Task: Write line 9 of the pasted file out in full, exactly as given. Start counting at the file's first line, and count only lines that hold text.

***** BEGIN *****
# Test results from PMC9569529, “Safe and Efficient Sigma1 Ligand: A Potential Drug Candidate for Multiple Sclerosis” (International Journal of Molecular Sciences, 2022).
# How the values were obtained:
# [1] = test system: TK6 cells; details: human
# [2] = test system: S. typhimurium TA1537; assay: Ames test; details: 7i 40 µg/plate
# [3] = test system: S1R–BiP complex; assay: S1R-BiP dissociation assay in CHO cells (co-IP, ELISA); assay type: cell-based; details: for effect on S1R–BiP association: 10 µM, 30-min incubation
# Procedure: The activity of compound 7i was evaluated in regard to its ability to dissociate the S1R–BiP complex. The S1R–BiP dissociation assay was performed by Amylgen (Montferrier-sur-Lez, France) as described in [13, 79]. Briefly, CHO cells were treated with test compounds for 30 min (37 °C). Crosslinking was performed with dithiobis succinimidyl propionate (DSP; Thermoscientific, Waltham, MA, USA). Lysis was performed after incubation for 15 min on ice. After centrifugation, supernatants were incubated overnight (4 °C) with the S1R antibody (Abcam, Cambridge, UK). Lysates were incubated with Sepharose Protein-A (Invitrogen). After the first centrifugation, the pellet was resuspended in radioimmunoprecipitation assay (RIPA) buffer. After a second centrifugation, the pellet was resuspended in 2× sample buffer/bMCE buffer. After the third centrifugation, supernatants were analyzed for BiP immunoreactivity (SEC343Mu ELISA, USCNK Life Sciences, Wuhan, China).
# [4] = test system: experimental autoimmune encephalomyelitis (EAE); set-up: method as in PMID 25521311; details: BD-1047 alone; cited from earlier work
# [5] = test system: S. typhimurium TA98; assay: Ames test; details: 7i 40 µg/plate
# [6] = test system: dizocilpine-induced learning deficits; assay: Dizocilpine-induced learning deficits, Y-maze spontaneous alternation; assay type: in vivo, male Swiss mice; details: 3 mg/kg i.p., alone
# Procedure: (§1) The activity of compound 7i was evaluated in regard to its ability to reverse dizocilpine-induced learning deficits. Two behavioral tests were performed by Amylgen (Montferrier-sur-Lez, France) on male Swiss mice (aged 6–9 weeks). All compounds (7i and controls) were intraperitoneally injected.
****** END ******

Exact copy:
# [6] = test system: dizocilpine-induced learning deficits; assay: Dizocilpine-induced learning deficits, Y-maze spontaneous alternation; assay type: in vivo, male Swiss mice; details: 3 mg/kg i.p., alone